The remains of Mikhail Sergeyevich Gorbachev were taken from Moscow’s Hall of Columns, where all Soviet leaders had once lain in state after their death. But all were buried with a State Funeral. Gorbachev was not. This, and Putin’s diary being “too full to allow him to attend” was a major snub of the only leader of real stature, one who had ended the Cold War and built links through a crumbling Iron Curtain.
The origins of Gorbachev’s mould-breaking career is seldom discussed. Born under Stalin in Stavropol, South Russia, his early childhood would witness the brutal collectivisation of the Kulaks and, at age 11, witness occupation by the Wehrmacht’s Army Group ‘A’ making Hitler’s lunge for Caspian oilfields.
Little wonder that, when he had the influence to do so, he looked for de-escalation and peace.
His rise through the Party ranks to take the Soviet Union in a different direction to his geriatric predecessors, risking all with his glasnost (“openness”) and perestroika (“restructuring”) was world-changing. Considered in the West to be one of the most significant figures of the 20th century, Gorbachev remains the subject of controversy in his homeland. Hardliners like Putin clearly se him as an aberration, someone who threw away the empire he is mow desperate to restore.
So Gorbachev is the exception, Putin is a return to the norm of Russian leader: a tyrant; a heartless despot, borrowing from repressive Russian leaders down the ages, with Stalin his poster boy. The thuggery of Chechnya, Ossetia, Crimea, Donbas and now Ukraine are just Putin’s desperate attempts to fill Stalin’s shoes as the most successful dictator the world has seen.
But it is Putin’s background in paranoid ambition, honed while scaring the bejasus out of hapless Ossis (East Germans) during the earlier part of his career as a KGB thug. That poorly-led troops have committed innumerable war crimes, that civilians have been brutalised, that nothing remotely resembling truth is ever announced. All are not new tactics, invented by Putin. They are straight out of Stalin’s playbook how to control a population by terrorising it.
“How many divisions does the Pope have?”—Josef Stalin, when asked to consider Catholic good will.
Repulsive though brutality not just sanctioned but planned and initiated by Putin may appear, he is an amateur when compared with events during the three decades his role model Stalin held sway. For example:
- Between 1929 and 1933, kulaks (prosperous peasants) were collectivised transforming traditional agriculture and centralising power. This process of “dekulakization” was pure political repressions, including arrests, deportations, or executions of millions of kulaks.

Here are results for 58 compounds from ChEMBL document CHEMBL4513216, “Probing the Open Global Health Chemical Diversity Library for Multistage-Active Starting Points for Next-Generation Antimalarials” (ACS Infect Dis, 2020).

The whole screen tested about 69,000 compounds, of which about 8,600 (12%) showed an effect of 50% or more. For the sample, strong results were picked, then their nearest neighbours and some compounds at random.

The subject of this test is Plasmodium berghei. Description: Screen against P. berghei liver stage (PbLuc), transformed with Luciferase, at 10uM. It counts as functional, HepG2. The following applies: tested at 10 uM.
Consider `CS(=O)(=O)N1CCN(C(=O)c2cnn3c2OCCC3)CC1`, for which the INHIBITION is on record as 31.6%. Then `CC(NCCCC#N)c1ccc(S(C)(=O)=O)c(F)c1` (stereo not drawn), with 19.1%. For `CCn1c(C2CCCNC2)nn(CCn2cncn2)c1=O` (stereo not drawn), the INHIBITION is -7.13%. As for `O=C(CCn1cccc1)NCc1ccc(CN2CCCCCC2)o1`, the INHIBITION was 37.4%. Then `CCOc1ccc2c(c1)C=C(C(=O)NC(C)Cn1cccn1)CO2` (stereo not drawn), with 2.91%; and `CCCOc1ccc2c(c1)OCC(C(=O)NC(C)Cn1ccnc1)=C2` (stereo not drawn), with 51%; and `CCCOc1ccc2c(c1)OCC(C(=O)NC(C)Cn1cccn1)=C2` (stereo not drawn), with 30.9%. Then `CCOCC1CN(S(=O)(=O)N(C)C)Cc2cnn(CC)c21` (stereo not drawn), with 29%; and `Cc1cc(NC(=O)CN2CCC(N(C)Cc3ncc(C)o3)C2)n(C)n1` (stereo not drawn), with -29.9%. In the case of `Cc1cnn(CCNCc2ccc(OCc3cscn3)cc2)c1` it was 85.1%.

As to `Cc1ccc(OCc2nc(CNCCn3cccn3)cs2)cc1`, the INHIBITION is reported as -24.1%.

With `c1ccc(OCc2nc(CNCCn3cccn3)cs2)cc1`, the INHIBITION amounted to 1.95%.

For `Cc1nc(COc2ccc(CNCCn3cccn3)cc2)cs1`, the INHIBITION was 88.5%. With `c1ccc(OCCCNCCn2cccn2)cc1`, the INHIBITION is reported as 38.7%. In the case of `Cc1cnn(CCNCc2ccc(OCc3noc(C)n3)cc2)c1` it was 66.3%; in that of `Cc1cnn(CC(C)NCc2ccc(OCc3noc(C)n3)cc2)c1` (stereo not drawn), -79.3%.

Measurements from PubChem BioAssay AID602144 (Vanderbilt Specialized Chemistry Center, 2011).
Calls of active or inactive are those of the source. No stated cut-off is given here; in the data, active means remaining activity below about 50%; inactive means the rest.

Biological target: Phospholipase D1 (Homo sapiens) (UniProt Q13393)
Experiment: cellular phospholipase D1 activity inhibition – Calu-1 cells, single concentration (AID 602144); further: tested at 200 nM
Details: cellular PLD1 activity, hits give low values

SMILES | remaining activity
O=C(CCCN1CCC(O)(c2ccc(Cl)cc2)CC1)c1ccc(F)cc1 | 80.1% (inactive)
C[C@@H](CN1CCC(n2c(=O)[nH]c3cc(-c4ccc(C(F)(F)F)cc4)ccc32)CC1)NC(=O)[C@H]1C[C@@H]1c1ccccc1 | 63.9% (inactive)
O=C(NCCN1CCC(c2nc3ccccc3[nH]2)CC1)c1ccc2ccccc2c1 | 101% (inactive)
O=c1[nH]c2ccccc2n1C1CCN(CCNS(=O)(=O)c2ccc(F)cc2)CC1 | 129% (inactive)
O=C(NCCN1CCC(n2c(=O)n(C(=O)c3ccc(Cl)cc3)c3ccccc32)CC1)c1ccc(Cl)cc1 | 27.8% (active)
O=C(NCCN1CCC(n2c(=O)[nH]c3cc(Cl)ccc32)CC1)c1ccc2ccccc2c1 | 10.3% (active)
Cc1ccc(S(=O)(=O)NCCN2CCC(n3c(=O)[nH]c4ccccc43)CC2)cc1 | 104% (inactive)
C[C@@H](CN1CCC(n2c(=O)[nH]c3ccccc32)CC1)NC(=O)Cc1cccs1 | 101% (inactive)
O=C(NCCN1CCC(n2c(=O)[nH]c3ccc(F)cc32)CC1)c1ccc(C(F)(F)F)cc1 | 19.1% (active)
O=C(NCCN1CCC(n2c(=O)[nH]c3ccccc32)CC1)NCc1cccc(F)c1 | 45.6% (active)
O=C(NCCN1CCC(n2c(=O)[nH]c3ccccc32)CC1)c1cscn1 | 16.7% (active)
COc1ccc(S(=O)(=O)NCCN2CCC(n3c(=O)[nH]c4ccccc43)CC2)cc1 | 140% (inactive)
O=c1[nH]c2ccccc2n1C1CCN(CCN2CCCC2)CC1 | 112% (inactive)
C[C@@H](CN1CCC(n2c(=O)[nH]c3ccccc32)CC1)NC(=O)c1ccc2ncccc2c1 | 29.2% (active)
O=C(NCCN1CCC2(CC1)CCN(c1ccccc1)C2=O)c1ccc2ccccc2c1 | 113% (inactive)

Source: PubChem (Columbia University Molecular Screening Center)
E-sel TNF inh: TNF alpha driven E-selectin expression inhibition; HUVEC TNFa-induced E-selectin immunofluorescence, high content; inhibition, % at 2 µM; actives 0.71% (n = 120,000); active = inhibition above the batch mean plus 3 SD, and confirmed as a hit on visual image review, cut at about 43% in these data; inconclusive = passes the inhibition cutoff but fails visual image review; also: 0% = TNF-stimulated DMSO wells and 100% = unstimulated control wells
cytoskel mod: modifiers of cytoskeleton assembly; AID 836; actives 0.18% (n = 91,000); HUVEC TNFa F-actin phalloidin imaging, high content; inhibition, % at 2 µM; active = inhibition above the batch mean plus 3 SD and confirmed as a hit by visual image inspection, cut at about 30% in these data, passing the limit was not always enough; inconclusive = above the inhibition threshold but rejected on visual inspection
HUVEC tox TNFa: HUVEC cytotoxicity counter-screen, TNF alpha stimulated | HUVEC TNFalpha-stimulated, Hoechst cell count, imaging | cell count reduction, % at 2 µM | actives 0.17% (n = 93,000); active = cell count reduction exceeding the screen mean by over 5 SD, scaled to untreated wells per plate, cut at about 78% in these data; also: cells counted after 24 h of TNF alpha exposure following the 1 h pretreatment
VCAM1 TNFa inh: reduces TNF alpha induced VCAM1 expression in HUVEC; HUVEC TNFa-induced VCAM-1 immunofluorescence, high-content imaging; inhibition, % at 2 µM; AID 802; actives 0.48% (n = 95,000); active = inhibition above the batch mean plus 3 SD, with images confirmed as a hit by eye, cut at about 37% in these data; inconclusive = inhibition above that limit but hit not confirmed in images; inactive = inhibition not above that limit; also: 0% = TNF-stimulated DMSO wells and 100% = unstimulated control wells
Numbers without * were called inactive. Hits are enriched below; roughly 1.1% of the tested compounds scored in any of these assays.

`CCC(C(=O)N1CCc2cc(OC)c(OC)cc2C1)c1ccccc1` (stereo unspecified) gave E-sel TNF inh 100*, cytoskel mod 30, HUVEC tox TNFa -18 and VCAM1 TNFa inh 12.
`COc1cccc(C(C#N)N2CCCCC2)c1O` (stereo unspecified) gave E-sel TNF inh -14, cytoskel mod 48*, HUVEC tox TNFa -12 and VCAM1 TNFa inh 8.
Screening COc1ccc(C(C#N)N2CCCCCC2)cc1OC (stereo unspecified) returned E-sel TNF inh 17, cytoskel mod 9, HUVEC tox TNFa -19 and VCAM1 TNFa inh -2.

- In the summer of 1941, the invading German Army Group Centre uncovered mass graves in the Katyn forest, near Smolensk. They were Poles, taken when Stalin quietly occupied half of Poland in 1939. 8,000 officers, 6,000 police and 8,000 “intellectuals” were executed on Stalin’s orders “as they represented a threat”. When accused, Stalin blamed it on the German occupiers. The Allies hushed the while thing up to assuage Stalin.
- When the surrounded German 6th Army finally surrendered at Stalingrad in January 1943, over 90,000 half-starved, frost-bitten soldiers were marched off to Soviet gulags. Fewer than 10,000 ever saw the Fatherland again.
- In May 1944, after the Red army re-occupied Crimea, 200,000 Tartars—even party members and Red Army veterans—were forcibly transported to Uzbekistan in cattle trucks because Stalin suspected some of collaboration. Russians were given the empty farms and houses. Nearly 8,000 died during the deportation.
Whether the harsh Russian climate created a hardy race of tough people who need strong leadership to control them, or a litany of harsh leaders has created the phlegmatic resilience of the Russian people is not clear. Ivan the Terrible and even Catherine the Great set the tome, but none matched Soviet leaders for pitiless brutality. Though he fancies himself as Stalin’s successor who will restore Russia to its rightful empire, he is a wuss; his actions born of desperation, not dominance.
Even casual students of Russian history know, a century from now, which of Gorbachev and Putin will be lauded for contributions made to Mother Russia and civilisation. It won’t be a minor KGB apparatchik whose brutality got lucky.
“Those who vote decide nothing. Those who count the vote decide everything.”—Josef Stalin